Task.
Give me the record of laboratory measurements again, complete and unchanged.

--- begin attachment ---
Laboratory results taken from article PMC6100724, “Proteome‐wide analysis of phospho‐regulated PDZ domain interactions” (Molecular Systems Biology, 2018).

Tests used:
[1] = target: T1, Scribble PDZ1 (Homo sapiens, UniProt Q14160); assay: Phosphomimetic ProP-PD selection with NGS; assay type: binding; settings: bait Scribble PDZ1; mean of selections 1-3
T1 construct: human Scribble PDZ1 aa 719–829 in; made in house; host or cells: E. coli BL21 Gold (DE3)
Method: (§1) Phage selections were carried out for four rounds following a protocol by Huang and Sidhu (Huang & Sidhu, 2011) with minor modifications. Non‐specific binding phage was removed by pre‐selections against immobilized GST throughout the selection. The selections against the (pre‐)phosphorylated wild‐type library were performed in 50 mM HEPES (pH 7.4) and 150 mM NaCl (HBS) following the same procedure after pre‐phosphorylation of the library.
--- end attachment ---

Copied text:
Laboratory results taken from article PMC6100724, “Proteome‐wide analysis of phospho‐regulated PDZ domain interactions” (Molecular Systems Biology, 2018).

Tests used:
[1] = target: T1, Scribble PDZ1 (Homo sapiens, UniProt Q14160); assay: Phosphomimetic ProP-PD selection with NGS; assay type: binding; settings: bait Scribble PDZ1; mean of selections 1-3
T1 construct: human Scribble PDZ1 aa 719–829 in; made in house; host or cells: E. coli BL21 Gold (DE3)
Method: (§1) Phage selections were carried out for four rounds following a protocol by Huang and Sidhu (Huang & Sidhu, 2011) with minor modifications. Non‐specific binding phage was removed by pre‐selections against immobilized GST throughout the selection. The selections against the (pre‐)phosphorylated wild‐type library were performed in 50 mM HEPES (pH 7.4) and 150 mM NaCl (HBS) following the same procedure after pre‐phosphorylation of the library.